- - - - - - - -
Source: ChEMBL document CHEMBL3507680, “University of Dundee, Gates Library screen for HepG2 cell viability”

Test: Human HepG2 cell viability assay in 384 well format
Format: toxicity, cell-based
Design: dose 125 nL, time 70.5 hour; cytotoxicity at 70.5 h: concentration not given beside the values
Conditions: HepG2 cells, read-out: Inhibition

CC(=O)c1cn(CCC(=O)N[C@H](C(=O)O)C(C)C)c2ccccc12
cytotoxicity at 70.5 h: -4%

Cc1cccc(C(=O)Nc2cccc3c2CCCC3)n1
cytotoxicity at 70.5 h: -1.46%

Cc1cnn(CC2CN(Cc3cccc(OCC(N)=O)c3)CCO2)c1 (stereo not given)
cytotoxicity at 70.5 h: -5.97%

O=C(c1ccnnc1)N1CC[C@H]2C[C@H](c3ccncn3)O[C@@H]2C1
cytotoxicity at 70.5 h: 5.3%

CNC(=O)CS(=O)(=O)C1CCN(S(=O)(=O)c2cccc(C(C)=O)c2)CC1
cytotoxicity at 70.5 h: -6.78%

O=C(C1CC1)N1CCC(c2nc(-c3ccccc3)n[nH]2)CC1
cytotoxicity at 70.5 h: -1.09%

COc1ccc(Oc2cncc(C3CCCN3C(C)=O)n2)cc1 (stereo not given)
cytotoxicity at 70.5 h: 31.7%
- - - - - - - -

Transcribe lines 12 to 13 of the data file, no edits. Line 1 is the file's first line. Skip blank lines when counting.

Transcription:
O=C(c1ccnnc1)N1CC[C@H]2C[C@H](c3ccncn3)O[C@@H]2C1
cytotoxicity at 70.5 h: 5.3%